;;; magic "file variables" (see down the very bottom for an example).

(defvar pbook-commentary-regexp "^;;;\\($\\|[^#]\\)"
  "Regular expression matching lines of high-level commentary.")

(defvar pbook-heading-regexp "^;;;\\(#+\\)"
  "Regular expression matching heading lines of chapters/sections/headings.")

(defvar pbook-heading-level-subexp 1
  "The subexpression of `pbook-heading-regexp' whose length indicates nesting.")

(defvar pbook-include-toc t
  "When true include a table of contents.")

(defvar pbook-style 'article
  "Style of output. Either article (small) or book (large).")

(defvar pbook-author (user-full-name)
  "The name to use in the \author LaTeX command.")

;;;# Top-level logic
;;; Here we have the top level of the program. Setting up, calling the
;;; formatting engine, piecing things together, and putting on the
;;; finishing touches.
;;; The real work is done in a new buffer called *pbook*. First the
;;; source is copied into this buffer and from there it is massaged
;;; into shape.
;;; Most of this is mundane, but there is one tricky part: the source
;;; buffer may have buffer-local values for some pbook settings, and
;;; we have to be careful or we'd lose them when switching into the
;;; *pbook* buffer. This is taken care of by moving the correct values
;;; of all the relevant customizable settings into new dynamic
;;; bindings.

(defun pbook-process-buffer ()
  "Generate pbook output for the current buffer
The output is put in the buffer *pbook* and displayed."
  (let ((buffer    (current-buffer))
        (beginning (pbook-tex-beginning))
        (ending    (pbook-tex-ending))
        (text      (buffer-string)))
    (with-current-buffer (get-buffer-create "*pbook*")
      ;; Setup,
      (pbook-inherit-buffer-locals buffer
      (insert text)
      ;; Reformat as LaTeX,
      ;; Insert header & footer.
      (goto-char (point-min))
      (insert beginning)
      (goto-char (point-max))
      (insert ending)
      (display-buffer (current-buffer)))))

(defun pbook-inherit-buffer-locals (buffer variables)
  "Make buffer-local bindings of VARIABLES using the values in BUFFER."
  (dolist (v variables)
    (set (make-local-variable v)
         (with-current-buffer buffer (symbol-value v)))))

(defun pbook-preprocess ()
  "Cleanup the buffer to prepare for formatting."
  (goto-char (point-min))
  ;; FIXME: Currently we just zap all pagebreak characters.
    (while (re-search-forward "\C-l" nil t)
      (replace-match "")))
  (unless (re-search-forward pbook-heading-regexp nil t)
    (error "File must have at least one heading."))
  ;; Delete everything before the first heading.
  (delete-region (point-min) (point)))

(defun pbook-tex-beginning ()
  "Return the beginning prelude for the LaTeX output."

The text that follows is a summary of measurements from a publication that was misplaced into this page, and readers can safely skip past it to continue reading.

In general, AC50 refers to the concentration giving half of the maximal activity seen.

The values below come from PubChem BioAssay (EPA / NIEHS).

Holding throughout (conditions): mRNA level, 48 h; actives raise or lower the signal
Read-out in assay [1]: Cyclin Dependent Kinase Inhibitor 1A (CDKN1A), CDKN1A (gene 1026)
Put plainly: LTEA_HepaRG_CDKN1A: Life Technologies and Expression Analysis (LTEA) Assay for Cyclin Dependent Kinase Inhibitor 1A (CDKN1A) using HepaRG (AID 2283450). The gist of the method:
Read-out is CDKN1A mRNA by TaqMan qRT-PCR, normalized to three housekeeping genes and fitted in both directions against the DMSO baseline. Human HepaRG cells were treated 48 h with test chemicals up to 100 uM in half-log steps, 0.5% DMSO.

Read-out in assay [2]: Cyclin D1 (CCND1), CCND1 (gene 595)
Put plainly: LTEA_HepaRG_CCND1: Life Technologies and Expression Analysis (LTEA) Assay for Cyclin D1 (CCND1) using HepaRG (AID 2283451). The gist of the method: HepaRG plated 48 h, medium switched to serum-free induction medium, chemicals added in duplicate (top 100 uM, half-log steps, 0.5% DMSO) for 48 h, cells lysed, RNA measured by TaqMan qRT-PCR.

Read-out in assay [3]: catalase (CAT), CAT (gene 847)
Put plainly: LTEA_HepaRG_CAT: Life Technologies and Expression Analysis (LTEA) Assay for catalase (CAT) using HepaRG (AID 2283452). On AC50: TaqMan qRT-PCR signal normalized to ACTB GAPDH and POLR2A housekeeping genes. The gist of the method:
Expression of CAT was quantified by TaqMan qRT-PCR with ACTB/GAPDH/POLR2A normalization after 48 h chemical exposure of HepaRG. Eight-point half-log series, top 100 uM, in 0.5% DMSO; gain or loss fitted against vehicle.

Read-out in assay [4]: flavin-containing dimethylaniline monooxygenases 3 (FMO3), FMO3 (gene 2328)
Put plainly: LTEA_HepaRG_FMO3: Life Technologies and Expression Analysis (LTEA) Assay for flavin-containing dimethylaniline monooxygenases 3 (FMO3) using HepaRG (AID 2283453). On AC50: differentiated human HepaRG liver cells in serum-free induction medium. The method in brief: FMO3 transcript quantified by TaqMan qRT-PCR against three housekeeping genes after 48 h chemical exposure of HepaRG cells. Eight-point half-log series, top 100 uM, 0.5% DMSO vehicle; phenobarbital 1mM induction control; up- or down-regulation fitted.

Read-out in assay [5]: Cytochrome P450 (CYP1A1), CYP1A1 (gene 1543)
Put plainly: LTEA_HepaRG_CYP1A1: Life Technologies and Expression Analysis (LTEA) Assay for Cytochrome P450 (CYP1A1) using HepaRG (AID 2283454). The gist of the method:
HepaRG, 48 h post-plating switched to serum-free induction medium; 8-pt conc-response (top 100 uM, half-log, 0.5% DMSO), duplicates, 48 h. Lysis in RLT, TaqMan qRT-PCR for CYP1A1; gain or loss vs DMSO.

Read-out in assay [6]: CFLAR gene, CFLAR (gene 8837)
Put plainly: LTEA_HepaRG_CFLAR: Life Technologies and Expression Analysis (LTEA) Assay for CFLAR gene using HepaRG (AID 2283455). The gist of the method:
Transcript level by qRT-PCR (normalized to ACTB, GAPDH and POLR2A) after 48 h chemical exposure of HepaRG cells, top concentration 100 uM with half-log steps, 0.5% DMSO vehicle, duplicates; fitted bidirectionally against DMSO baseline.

(format "\
          (symbol-name pbook-style)
          (pbook-latex-escape-string (buffer-name))
          (pbook-latex-escape-string pbook-author)
          (if pbook-include-toc "\\tableofcontents" "")))

(defun pbook-tex-ending ()
  "Return the ending of the LaTeX output."

;;;# Escaping special characters
;;; We have to escape characters that LaTeX treats specially. This is
;;; done based on the rules in the `Special Characters' node of the
;;; LaTeX2e info manual.

(defun pbook-latex-escape-string (string)
    (insert string)
    (pbook-latex-escape (point-min) (point-max))

(defun pbook-latex-escape (start end)
  "LaTeX-escape special characters in the region from START to END."
      (narrow-to-region start end)
      (goto-char (point-min))
        (while (re-search-forward "\\\\" nil t)
          (replace-match "$\\backslash$" nil t)))
        (while (re-search-forward "\\([#%&~$_^{}]\\)" nil t)
          ;; Don't re-escape our escaped backslashes.
          (if (and (equal (char-before) ?\$)
                   (looking-at (regexp-quote "\\backslash$")))
              (goto-char (match-end 0))
            (replace-match "\\\\\\1")))))))

;;;# Processing engine
;;; The main loop scans through the source buffer piece by piece and
;;; converts each one to LaTeX as it goes. There are three sorts of
;;; pieces: headings, top-level commentary, and code.
;;; This loop recognises what type of piece is at the point and then
;;; calls the appropriate subroutine. The subroutines are responsible
;;; for determining where their piece finishes and for advancing the
;;; point beyond the region they have formatted.

(defun pbook-format-buffer ()
  (while (not (eobp))
    (if (looking-at "^\\s *$")
        ;; Skip blank lines.
      (cond ((looking-at pbook-heading-regexp)
            ((looking-at pbook-commentary-regexp)

;;;## Heading formatting
;;; Each heading line is converted to a LaTeX sectioning command. The
;;; heading text is escaped.

(defun pbook-do-heading ()